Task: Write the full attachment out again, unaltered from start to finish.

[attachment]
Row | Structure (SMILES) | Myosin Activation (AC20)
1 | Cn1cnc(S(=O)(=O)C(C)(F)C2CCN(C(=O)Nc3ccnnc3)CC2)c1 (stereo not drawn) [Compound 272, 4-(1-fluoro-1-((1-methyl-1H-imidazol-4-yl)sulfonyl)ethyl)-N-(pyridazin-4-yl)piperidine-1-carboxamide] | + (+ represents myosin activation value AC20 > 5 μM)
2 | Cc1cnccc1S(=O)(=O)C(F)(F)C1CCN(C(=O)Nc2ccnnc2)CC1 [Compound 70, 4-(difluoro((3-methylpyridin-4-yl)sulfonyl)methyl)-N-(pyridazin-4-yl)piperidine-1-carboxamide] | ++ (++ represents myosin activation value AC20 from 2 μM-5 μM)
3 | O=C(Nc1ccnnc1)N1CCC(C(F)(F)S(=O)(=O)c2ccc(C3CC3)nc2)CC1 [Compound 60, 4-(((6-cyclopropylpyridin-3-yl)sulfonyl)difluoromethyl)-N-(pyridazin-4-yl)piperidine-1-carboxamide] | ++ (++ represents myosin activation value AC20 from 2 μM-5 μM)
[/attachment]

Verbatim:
Row | Structure (SMILES) | Myosin Activation (AC20)
1 | Cn1cnc(S(=O)(=O)C(C)(F)C2CCN(C(=O)Nc3ccnnc3)CC2)c1 (stereo not drawn) [Compound 272, 4-(1-fluoro-1-((1-methyl-1H-imidazol-4-yl)sulfonyl)ethyl)-N-(pyridazin-4-yl)piperidine-1-carboxamide] | + (+ represents myosin activation value AC20 > 5 μM)
2 | Cc1cnccc1S(=O)(=O)C(F)(F)C1CCN(C(=O)Nc2ccnnc2)CC1 [Compound 70, 4-(difluoro((3-methylpyridin-4-yl)sulfonyl)methyl)-N-(pyridazin-4-yl)piperidine-1-carboxamide] | ++ (++ represents myosin activation value AC20 from 2 μM-5 μM)
3 | O=C(Nc1ccnnc1)N1CCC(C(F)(F)S(=O)(=O)c2ccc(C3CC3)nc2)CC1 [Compound 60, 4-(((6-cyclopropylpyridin-3-yl)sulfonyl)difluoromethyl)-N-(pyridazin-4-yl)piperidine-1-carboxamide] | ++ (++ represents myosin activation value AC20 from 2 μM-5 μM)